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Joe Biden banning burgers? Fox News, GOP politicians fuel false narrative
If Your Time is short
President Joe Biden’s climate plans do not include restrictions on red meat consumption, the White House said. Biden never mentioned red meat when he announced his plan to reduce U.S. greenhouse gas emissions by 50% to 52% by 2030.
The false claims about Biden restricting access to meat started with a Daily Mail article that linked Biden’s goals to an unrelated 2020 study on meat consumption. A study author told PolitiFact it “has nothing to do with Biden or his climate change plan.”
Fox News and Fox Business Network hosts repeated the false claims about Biden, saying he would limit the number of hamburgers Americans could eat.
One day after President Joe Biden pledged to cut U.S. greenhouse gas emissions in half, Fox News and Fox Business Network personalities repeatedly and baselessly claimed that the move would also force Americans to say goodbye to hamburgers and steaks.
"To meet the Biden Green New Deal targets, America has to, get this, America has to stop eating meat," said Fox Business Network host Larry Kudlow, a former economic adviser to President Donald Trump, on April 23. "No burger on July 4. No steaks on the barbecue."
Biden’s climate plans do not include restrictions on red meat consumption, a White House official confirmed to PolitiFact. Biden never mentioned red meat when he announced his plan to reduce U.S. greenhouse gas emissions by 50% to 52% below 2005 levels by 2030, a move that would double the U.S.’s commitment under the 2015 Paris climate agreement.
But across several Fox News and Fox Business Network programs, the story told was different. Hosts such as Kudlow and Fox News’s Jesse Watters wrongly claimed that Americans would have to take steaks off their grills in order for the U.S. to hit Biden’s target, while the networks’ chyrons and graphics gave the same false claims a visual flair.
One Fox News graphic, for example, said "Biden’s climate requirements" would "cut 90% of red meat from diet" by holding Americans to "max 4 lbs per year" and "one burger per month."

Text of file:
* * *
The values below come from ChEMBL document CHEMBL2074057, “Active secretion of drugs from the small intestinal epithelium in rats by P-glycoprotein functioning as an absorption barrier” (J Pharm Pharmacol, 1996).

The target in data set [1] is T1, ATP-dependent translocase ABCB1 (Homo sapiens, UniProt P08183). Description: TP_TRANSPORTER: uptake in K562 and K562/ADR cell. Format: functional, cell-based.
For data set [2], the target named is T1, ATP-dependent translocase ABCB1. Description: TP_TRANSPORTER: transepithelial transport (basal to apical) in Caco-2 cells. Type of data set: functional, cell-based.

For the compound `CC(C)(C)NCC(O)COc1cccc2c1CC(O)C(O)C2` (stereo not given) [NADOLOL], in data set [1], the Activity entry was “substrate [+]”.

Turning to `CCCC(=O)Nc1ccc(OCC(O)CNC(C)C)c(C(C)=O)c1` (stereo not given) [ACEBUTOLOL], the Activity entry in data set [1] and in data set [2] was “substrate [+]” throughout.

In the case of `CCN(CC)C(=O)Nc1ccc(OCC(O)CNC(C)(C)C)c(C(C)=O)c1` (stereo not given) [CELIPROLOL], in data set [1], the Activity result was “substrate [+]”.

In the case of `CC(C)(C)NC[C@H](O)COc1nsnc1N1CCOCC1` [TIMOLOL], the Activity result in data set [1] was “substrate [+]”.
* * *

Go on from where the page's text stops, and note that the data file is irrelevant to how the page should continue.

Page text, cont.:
A screenshot of an inaccurate Fox News graphic about Joe Biden's climate plans. The graphic aired April 23 on "America Reports."
The false claims about Biden restricting access to meat originated with a Daily Mail article that linked Biden’s goals to an unrelated January 2020 study on meat consumption. The article speculated that "Americans may have to cut their red meat consumption by a whopping 90%," citing a University of Michigan study that had no link to Biden’s plan.
"The study was published in January 2020, when Trump was still president, so it had nothing to do with Biden or his climate change plan," said Tulane University professor Diego Rose, one of the study’s three co-authors. "It's all just sensational goo from ‘Fox & Friends.’"
"The study shows that if we eat less meat, especially beef, we could substantially reduce our dietary carbon footprint. But that change in behavior is a choice that individuals will make."
In a separate statement, co-authors Martin Heller and Gregory Keoleian of the University of Michigan explained that one hypothetical scenario the study considered was a 90% reduction in beef combined with a 50% reduction in other meats. They found that such a change would reduce "diet-related greenhouse gas emissions associated with agricultural production" by 50%.
"But this is not a specific recommended policy for achieving a 50% reduction in U.S. carbon emissions," Heller and Keoleian said.
The false claims about Biden’s climate policies cropped up on social media after the Daily Mail story went live, but they got an assist from Fox News and Fox Business Network, with the first claims on those networks coming during the "Fox & Friends" morning talk show.
"Here’s an example of how it’s going to affect your lifestyle," host Brian Kilmeade said April 23. "It’s going to cut 90% of red meat out of a diet. That’s four pounds a year."
"Part of his climate or green targets are to cut our red meat," host Ainsley Earhardt repeated minutes later. "He wants to cut out 90% of the red meat that you all eat."
Other Fox journalists followed suit, including Kudlow, Charles Payne and Jesse Watters. Watters said on "The Five" that to make Biden’s climate plan happen, "Americans would have to cut red meat consumption by a whopping 90%. That means only one burger a month." He repeated the same claim the following night on "Watters’ World."
In the primetime hour, Fox News host Sean Hannity said April 23 that Biden’s plans "will impact how you eat, including red meat." On April 24, Jeanine Pirro asked, "Do you like red meat? … Not so fast. The left with their Green New Deal wants to make sure you don’t."
The false claims were not limited to the talk show hosts, however. Fox News White House correspondent John Roberts opened his April 23 news segment on "America Reports," a daytime news program, by telling viewers, "Say goodbye to your burgers if you want to sign up for the climate agenda. That’s the finding of one study."
Later that night, anchor Shannon Bream asked her viewers, "Could new climate impact plans limit you to just one burger a month?"